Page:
Usually a decline in revenue isn't met with cheers on Wall Street, but Dow Chemical Co (NYSE:DOW) is in a unique position to be able to benefit from lower sales early in 2015. The chemicals maker uses oil as an input to many of its products, meaning it can charge its customers less and make more money, even as profits rise.
In today's market, it may be one of the biggest beneficiaries of low oil prices.
The big picture
Overall, revenue dropped 14.5% in the first quarter of 2015 to $12.4 billion. But net income jumped 44.5% to $1.39 billion, or $1.18 per share, which included a number of one-time gains. On an adjusted basis, earnings were $0.84 per share, which was $0.05 ahead of a year ago and $0.06 ahead of expectations.
As we've seen all earnings season, a strong dollar hurt revenues and, for Dow, low oil prices did as well. But oil is also an input to many of its products, making the decline in oil prices a positive for the bottom line.
The good news for Dow Chemical
The value of low oil prices doesn't hit all of Dow's products but it can be seen easily in the performance plastics segment. Sales for that segment were down 23% in the first quarter compared to the year-ago period but EBITDA actually rose 2%. Put another way, EBITDA margins expanded from 17.5% to 23.1%.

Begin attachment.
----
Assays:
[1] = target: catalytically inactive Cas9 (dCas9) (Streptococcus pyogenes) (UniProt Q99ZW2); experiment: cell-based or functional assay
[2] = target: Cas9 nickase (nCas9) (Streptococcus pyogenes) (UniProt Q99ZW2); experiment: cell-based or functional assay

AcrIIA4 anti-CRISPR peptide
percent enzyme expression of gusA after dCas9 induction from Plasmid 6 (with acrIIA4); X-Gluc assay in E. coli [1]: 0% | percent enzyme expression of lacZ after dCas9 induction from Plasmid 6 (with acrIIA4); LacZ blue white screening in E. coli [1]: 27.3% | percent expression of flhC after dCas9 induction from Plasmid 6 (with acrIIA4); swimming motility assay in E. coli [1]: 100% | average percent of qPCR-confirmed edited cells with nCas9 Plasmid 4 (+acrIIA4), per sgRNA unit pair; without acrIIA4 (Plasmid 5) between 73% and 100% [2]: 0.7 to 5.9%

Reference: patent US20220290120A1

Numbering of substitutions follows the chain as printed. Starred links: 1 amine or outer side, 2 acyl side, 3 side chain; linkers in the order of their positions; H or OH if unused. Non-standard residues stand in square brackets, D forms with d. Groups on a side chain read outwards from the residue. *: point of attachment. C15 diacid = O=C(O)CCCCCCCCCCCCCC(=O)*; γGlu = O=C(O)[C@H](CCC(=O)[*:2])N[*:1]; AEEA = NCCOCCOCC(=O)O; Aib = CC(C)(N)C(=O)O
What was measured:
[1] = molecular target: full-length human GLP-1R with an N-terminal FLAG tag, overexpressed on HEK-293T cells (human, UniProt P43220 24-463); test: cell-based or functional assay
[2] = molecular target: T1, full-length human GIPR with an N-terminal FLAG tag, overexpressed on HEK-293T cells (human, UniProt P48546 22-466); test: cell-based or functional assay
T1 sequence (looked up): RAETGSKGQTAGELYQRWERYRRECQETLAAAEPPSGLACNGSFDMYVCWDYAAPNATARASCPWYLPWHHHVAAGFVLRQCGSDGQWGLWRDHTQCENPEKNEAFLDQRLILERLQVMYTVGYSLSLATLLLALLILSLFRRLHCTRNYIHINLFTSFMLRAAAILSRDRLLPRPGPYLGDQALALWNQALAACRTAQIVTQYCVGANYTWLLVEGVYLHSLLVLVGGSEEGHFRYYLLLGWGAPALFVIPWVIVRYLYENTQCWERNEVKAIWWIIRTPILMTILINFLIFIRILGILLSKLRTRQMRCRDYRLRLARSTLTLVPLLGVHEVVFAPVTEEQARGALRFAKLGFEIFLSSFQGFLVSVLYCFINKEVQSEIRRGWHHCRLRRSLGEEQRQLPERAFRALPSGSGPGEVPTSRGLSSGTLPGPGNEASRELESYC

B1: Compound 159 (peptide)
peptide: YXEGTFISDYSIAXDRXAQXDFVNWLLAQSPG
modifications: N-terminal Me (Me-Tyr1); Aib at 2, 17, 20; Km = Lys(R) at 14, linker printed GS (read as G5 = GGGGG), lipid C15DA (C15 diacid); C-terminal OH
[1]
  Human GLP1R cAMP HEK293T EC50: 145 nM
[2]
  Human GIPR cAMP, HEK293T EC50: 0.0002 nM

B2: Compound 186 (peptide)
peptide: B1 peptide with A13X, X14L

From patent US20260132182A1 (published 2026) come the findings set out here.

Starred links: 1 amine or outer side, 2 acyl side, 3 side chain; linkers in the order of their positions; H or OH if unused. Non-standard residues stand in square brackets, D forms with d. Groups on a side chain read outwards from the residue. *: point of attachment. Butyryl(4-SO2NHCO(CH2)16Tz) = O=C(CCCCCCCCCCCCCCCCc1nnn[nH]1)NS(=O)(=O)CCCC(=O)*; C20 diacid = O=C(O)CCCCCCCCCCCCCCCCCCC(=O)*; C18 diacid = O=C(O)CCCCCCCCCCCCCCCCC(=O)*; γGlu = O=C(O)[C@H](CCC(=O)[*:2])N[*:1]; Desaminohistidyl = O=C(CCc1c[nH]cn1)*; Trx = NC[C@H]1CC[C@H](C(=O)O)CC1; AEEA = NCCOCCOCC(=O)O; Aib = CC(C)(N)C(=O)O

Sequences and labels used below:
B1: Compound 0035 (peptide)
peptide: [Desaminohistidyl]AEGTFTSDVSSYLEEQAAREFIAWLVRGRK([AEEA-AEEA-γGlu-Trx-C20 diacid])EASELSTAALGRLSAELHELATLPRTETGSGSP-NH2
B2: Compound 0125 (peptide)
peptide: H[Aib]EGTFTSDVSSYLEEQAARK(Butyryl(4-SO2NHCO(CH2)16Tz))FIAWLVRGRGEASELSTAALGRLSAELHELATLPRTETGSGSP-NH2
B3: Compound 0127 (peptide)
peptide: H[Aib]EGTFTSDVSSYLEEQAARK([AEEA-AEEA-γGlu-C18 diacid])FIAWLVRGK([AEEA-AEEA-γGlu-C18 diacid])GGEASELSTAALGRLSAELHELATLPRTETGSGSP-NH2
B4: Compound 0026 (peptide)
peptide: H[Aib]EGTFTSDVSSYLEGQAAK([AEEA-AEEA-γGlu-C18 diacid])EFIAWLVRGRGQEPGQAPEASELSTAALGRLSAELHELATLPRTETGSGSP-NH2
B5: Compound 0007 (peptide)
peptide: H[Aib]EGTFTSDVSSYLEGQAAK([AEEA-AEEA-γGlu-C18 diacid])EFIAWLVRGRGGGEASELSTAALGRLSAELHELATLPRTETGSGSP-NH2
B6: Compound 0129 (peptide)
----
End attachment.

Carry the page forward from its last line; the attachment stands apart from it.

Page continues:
A better way to look at Dow Chemical's performance may be through the volume of sales it had in the quarter. On that basis and excluding divestitures, Agricultural Sciences is the only segment where volumes declined (-5%) while Consumer Solutions (+5%), Performance Materials & Chemicals (+5%), and Performance Plastics (+6%) all had solid gains.
Given the margin improvements and the volume growth it looks like Dow Chemical is in a solid position for future earnings growth, whether or not oil prices increase. As CEO Andrew Liveris said this morning, "three-quarters of the portfolio now is in value-add outputs" rather than just making commodity products, which is good for investors long term.
Will Dow Chemical's profit run continue?
Dow Chemical has reported 10 straight quarters of profit growth and the question now is whether the streak continues.
I think the company is well positioned in high value products, which are becoming more important as engineering requirements for products increase. The volume growth in a global economy with a lot of uncertainty early in 2015 is a sign that these products are headed in the right direction.
With shares trading at 14 times 2015 estimates and the stock yielding 3.5% from its dividend I also think there's good value for long-term investors. This won't be a high growth company, but it should continue steady earnings growth long into the future and that's a recipe for solid returns in today's market.
Travis Hoium has no position in any stocks mentioned. The Motley Fool has no position in any of the stocks mentioned. Try any of our Foolish newsletter services free for 30 days. We Fools may not all hold the same opinions, but we all believe that considering a diverse range of insights makes us better investors. The Motley Fool has a disclosure policy.